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LBB: Don't Make Spending Cap Formula Too Restrictive

Also, a senator says the state no longer needs its renewable portfolio standard, and a final count on bills filed.

Senate Finance Committee Chairwoman Jane Nelson, R-Flower Mound, confers with Sen. Juan "Chuy" Hinojosa, D-McAllen, during a March 11, 2015, committee hearing on state contracting issues.

As Senate budget writers started discussion Tuesday morning on a proposed change to the way the state calculates its spending cap, Legislative Budget Board Director Ursula Parks warned against making the new formula too restrictive.

Under state Sen. Kelly Hancock’s proposed constitutional amendment, the state would use the combined rates of population and inflation growth to set a cap on growth of all areas of the budget. The cap currently moves with the growth of personal income in the state.

Parks noted that the change would mean a move away from measuring economic activity. She suggested that lawmakers should compound inflation and population growth if they choose to go in that direction.

Parks laid out her position in an exchange with state Sen. Kirk Watson, D-Austin (it begins around the 25-minute mark):

Watson: If we were to use population plus inflation, is it fair and more accurate to say it should be multiplied as opposed to just using simple addition?

Parks: Yes, please.

Watson: Explain what you mean by that…

Parks: When you add those two rates together, you lose the effect that they have on each other. So you really want to compound them. So that if you have inflation growth, you’re applying that rate of inflation to the new population also coming in. Otherwise, as one grows, you’re not really getting the effect of the other on that other side.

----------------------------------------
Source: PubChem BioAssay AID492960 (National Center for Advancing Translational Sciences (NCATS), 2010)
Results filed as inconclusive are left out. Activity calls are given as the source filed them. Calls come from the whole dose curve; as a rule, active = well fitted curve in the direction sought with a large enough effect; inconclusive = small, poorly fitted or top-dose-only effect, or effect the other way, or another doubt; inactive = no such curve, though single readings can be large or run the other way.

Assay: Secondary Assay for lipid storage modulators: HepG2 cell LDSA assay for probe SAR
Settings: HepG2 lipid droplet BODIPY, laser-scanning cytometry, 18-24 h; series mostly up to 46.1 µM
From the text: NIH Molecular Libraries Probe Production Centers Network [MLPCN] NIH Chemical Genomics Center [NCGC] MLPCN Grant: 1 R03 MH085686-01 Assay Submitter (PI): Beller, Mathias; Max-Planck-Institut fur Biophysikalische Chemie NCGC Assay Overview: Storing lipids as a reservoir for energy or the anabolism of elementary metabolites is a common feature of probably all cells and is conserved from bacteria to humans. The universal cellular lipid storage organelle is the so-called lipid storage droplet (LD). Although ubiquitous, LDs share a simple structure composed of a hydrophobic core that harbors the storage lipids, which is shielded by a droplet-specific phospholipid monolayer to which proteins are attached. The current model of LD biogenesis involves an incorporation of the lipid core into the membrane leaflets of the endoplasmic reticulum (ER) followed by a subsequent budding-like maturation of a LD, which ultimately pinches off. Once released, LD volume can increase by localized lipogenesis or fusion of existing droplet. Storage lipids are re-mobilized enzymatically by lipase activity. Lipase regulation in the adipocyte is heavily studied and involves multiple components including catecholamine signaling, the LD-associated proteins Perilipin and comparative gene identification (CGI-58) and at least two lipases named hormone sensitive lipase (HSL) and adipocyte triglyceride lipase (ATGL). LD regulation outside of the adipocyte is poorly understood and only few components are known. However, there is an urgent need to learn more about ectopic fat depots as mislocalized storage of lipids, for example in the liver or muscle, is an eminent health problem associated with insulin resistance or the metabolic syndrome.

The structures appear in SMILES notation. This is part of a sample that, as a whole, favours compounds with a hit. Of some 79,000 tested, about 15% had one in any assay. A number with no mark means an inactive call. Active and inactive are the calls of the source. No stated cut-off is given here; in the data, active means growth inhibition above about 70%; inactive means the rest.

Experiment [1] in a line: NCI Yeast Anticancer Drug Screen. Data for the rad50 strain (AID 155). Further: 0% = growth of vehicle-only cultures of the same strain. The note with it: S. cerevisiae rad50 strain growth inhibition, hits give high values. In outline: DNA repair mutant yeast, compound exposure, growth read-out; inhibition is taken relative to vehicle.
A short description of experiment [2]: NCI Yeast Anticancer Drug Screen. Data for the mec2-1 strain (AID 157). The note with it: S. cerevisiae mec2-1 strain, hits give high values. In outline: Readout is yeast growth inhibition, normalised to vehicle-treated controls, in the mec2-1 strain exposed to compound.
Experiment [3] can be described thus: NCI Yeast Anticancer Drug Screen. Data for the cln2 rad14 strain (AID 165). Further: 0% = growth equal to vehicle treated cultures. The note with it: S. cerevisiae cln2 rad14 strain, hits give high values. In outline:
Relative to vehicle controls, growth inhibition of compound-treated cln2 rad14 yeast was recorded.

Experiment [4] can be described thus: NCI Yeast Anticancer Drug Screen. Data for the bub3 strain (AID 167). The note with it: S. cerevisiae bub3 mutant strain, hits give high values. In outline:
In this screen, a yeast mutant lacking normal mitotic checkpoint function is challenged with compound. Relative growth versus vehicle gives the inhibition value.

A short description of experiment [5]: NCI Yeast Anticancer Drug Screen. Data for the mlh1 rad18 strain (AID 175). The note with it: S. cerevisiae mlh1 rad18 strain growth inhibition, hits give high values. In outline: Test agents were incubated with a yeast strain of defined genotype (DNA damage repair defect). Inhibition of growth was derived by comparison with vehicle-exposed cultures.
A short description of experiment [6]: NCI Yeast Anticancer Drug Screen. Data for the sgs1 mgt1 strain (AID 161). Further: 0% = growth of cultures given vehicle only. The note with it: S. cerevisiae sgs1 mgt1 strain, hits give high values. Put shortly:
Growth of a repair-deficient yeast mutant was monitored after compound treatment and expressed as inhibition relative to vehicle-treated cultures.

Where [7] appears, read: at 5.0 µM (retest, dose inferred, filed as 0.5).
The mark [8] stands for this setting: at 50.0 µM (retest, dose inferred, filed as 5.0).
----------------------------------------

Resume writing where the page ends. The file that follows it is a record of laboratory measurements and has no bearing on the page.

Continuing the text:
State Sen. Troy Fraser, R-Horseshoe Bay, has introduced a bill — SB 931— that would declare the renewable energy portfolio standard over and would also end Texas’ Competitive Renewable Energy Zone initiative that regulators used to build the $7 billion in power lines that mostly connect windy West Texas to larger electricity-thirsty cities.

Most of that project — which boosted the state’s wind energy portfolio — was completed in late 2014.

“There’s no message here other than goal’s met, mission accomplished,” Fraser said.


Rick Perry’s political action committee announced Monday it has hired Erin DeLullo as national coalitions director, adding to its team a Washington, D.C., fundraiser with experience in bringing together candidates and advocacy groups.

“I look forward to promoting the conservative principles Gov. Perry champions around the country and building upon the strong foundation of prominent and grassroots conservative leaders the Governor has fostered relationships with for years,” DeLullo said in a statement from RickPAC, the group laying the groundwork for Perry’s likely 2016 bid.


With the deadline to file bills for the current session now behind us, here’s our updated, final list of House and Senate bills filed. With 6,109 bills filed in the two chambers, the Lege’s output is higher than the 5,868 bills filed last session.

It’s only the third most prolific session in the past five, though. A total of 6,190 bills were filed in 2007, and 7,419 were filed in 2009.

Here’s the chart:

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